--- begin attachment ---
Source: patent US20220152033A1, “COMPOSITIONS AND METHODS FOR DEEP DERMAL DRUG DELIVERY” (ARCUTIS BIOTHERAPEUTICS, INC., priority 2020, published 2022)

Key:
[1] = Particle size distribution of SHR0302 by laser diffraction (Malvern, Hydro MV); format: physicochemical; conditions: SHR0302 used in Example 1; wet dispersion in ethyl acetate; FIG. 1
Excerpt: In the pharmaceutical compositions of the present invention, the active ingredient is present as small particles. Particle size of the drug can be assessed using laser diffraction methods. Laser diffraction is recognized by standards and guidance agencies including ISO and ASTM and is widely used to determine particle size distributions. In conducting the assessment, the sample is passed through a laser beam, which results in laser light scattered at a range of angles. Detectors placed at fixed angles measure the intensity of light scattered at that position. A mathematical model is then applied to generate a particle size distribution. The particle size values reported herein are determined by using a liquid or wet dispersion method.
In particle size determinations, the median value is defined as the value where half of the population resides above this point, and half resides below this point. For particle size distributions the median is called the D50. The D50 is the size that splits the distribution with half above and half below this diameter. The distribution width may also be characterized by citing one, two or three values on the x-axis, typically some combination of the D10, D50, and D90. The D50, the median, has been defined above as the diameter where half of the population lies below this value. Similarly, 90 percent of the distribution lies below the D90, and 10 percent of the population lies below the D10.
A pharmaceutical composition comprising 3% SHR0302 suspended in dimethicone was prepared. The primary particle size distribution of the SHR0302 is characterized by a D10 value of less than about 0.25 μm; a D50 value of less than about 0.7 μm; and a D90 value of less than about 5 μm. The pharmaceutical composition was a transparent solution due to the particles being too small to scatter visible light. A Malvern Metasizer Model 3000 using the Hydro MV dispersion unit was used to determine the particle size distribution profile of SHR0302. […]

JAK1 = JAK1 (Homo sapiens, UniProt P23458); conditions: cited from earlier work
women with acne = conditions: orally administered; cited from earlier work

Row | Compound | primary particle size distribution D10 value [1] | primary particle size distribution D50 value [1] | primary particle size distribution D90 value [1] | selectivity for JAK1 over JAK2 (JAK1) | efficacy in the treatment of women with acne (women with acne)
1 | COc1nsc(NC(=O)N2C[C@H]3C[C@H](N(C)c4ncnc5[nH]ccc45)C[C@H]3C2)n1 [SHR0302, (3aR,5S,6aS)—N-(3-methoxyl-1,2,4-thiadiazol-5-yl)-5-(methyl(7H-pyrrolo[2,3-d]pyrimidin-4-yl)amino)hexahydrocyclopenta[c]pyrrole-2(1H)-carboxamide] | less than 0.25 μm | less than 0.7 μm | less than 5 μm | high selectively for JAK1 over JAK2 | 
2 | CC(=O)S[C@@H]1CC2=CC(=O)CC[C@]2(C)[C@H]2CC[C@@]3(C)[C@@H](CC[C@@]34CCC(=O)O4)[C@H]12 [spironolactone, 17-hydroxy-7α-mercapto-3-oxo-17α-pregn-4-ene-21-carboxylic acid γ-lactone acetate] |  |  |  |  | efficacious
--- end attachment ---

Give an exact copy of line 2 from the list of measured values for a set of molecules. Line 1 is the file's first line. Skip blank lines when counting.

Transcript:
Key: